As a result, I had a ton of practice having conversations with people and I got really good at making small talk. I got really good at reading when people wanted to talk to me and when people wished I would shut up.

All because I practiced for hours and hours every day.

It’s funny how all of us just know that if we are going to be good at certain things we are going to have to practice. Musical instruments, sports, programming. But for some reason when it comes to having a conversation we think you either have it or you don’t; you’re either an introvert or an extrovert.

But, that’s just not the case.

The reason you are good at something is that you were willing to put the effort into becoming better. So, find a conversation partner. Challenge yourself to start up a conversation with a stranger at a coffee shop. Or see how long you can keep a conversation going with the cashier at your grocery store.

Have fun with it! But, just practice.

Toastmasters is a great organization that helps people develop their skills as public speakers. But, it’s also a great place to practice conversation.

Heck, if all else fails, have a fake conversation with yourself on the way to work in your car. If you feel weird just put the phone up to your ear. People will think you’re just having a conversation with someone on the other line.

Think about what you might say to a stranger. Then think about how they would respond. Then respond back to them.

Whatever you do, just keep practicing.

Embrace the Awkward

At the end of the day, you’re going to have awkward moments at networking events for programmers. They’re bound to happen.

Knowing that awkwardness is unavoidable actually helps make things less awkward. Because, here’s the thing, it’s awkward for everyone!

Even the most social of butterflies will find themselves in an awkward spot at a programmer networking event. All of us have conversations that we think about years later wishing we could go back and say something in a different way or not say anything at all.

That’s not just me, right?

Real relationships form when two people have pushed past the awkwardness and started to let their guard down. Don’t get offended if someone told you they’d email you after the last networking event but never did. Just follow up again.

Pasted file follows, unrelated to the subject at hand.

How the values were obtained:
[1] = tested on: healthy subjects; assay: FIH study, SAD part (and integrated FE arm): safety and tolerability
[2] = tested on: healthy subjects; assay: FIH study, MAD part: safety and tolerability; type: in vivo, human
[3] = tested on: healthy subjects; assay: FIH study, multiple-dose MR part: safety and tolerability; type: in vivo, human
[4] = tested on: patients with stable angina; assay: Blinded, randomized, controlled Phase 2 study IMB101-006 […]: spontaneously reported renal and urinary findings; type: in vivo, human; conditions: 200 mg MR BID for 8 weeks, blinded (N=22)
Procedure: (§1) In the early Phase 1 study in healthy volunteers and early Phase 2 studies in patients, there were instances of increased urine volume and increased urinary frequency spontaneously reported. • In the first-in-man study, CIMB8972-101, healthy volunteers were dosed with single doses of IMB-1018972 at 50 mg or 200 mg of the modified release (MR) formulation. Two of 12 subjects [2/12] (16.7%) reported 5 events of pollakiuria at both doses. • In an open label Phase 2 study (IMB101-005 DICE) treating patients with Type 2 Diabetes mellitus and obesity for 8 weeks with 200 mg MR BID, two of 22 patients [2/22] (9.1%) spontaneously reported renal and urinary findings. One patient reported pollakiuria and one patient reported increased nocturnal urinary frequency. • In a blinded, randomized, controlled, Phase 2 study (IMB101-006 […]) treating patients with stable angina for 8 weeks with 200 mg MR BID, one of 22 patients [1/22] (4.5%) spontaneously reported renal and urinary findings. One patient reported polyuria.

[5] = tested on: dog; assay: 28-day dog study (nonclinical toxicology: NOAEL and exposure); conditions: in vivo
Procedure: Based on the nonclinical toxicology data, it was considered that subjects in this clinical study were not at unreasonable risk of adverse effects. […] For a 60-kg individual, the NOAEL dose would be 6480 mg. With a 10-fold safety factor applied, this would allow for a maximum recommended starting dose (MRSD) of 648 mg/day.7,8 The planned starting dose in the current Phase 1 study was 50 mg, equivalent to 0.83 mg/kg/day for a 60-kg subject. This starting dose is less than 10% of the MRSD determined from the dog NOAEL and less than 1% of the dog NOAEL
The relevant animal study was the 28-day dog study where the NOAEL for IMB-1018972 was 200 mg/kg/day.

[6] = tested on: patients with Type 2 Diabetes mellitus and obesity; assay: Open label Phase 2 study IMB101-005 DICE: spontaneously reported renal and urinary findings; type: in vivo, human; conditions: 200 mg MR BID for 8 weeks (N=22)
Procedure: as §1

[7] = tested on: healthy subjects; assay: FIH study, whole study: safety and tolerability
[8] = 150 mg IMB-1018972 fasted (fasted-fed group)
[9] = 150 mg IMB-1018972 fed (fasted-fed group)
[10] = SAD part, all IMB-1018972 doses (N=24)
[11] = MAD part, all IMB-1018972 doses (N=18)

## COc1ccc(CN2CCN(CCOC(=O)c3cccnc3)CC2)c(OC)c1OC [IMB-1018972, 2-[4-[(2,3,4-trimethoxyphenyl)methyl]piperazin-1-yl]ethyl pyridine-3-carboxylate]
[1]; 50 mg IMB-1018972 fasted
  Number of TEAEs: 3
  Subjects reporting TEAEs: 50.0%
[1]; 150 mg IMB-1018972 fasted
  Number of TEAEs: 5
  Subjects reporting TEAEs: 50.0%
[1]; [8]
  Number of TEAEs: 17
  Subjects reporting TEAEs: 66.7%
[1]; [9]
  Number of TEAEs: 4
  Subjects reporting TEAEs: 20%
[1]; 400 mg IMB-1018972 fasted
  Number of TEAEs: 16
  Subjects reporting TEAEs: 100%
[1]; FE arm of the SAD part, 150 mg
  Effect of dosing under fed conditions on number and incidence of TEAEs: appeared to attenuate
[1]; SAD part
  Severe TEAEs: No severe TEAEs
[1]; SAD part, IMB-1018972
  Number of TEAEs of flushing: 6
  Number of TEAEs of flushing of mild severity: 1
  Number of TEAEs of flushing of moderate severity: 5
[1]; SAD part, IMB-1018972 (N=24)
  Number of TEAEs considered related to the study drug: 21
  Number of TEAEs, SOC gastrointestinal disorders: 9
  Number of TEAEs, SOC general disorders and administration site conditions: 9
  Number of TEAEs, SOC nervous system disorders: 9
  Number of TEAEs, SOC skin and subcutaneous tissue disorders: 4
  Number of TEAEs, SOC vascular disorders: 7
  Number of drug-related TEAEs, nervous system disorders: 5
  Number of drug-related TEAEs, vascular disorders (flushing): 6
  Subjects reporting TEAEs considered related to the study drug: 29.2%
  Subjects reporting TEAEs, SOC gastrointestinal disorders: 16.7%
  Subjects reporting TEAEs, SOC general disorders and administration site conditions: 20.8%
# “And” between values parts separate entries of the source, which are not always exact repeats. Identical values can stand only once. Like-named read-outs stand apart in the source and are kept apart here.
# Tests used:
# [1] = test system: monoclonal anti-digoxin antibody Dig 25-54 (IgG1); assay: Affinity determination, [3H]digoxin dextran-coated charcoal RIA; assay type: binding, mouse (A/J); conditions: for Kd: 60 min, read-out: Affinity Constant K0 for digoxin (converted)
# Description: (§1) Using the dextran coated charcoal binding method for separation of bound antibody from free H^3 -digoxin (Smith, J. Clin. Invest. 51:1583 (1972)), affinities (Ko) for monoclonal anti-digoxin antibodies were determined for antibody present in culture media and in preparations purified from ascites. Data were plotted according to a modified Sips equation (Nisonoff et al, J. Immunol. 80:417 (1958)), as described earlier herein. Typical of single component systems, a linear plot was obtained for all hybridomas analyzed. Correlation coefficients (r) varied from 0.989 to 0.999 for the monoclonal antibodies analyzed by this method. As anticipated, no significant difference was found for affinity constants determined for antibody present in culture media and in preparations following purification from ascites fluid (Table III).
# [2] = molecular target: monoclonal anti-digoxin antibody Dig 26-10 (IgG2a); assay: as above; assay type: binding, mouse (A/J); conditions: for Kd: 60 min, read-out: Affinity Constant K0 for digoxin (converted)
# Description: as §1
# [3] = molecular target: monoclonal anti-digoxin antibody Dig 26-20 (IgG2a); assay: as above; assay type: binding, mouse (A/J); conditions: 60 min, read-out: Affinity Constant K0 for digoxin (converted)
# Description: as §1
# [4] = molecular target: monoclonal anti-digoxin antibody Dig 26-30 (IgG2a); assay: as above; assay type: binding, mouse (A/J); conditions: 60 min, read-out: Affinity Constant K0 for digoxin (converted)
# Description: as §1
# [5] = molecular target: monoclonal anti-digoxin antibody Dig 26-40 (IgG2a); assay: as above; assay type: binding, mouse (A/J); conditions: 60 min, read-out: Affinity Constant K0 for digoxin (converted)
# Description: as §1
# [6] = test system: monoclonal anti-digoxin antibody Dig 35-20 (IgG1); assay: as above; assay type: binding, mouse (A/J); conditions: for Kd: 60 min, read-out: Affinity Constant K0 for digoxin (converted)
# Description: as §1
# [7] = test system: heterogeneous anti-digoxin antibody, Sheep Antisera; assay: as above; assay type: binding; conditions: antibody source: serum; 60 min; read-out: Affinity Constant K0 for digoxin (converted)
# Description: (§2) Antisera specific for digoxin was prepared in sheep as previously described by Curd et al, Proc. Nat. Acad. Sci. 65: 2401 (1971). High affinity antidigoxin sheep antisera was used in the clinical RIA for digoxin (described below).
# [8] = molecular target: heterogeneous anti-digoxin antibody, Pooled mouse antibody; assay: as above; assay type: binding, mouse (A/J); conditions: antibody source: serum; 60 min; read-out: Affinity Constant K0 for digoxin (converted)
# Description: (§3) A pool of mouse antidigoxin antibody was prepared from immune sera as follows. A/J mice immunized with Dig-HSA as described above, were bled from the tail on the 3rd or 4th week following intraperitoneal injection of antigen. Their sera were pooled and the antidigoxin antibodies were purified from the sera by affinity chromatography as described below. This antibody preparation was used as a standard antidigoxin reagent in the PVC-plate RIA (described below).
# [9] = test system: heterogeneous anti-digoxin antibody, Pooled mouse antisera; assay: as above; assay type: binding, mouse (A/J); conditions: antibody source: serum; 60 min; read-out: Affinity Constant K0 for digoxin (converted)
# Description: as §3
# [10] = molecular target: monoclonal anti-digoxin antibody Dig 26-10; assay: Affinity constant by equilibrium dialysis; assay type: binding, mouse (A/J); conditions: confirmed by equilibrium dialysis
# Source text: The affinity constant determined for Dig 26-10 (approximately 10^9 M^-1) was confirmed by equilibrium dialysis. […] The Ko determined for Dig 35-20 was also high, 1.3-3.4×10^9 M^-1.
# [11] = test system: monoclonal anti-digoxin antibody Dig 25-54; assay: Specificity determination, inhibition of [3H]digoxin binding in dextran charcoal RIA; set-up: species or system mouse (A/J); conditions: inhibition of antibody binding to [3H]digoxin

If you see them at another networking event, act like nothing happened. Show grace and humility, and eventually you’ll break through to a meaningful relationship.

Keep Showing Up

No matter who you are, you can get better at building relationships at programmers’ networking events. You could be the shyest of persons or the most outspoken. There are still things you can do to walk away from each gathering knowing you made some solid connections that will last you through the rest of your career.

The key is you have to keep showing up.

Maybe you’re discouraged because you feel like a duck out of water at these gatherings.

Keep showing up.

Maybe you’re kicking yourself because you said something really stupid in front of your boss at the last one you went to.

Keep showing up.

Work on things like having good questions to ask people that give them the chance to talk about themselves. Come with a few of your own accomplishments in story form to share.

Know your place and work hard to keep your attention on the person right in front of you.

Treat it like any other learned skill and practice. And, remember, everyone feels awkward at these things. You could be someone’s saving grace if you learn to relax and be yourself because it gives them permission to do the same.

I promise you it will get easier the more you do it.

Look at it like you would any program you’re working on. Take the mistakes as error messages and troubleshoot how to get those stupid errors to go away.

In no time you’ll have people gathered around you waiting to have a conversation.

About the author

Chris Misterek

Chris launched Self-made Web Designer knowing he could help people go from knowing nothing about development or design to having a thriving freelance side hustle or full-time career as developers. Why? Because that's exactly what he did. In 18 months he doubled the income of his full-time job by working 20 hours per week as a web designer. Now, he works full-time at a tech company and helps others find success.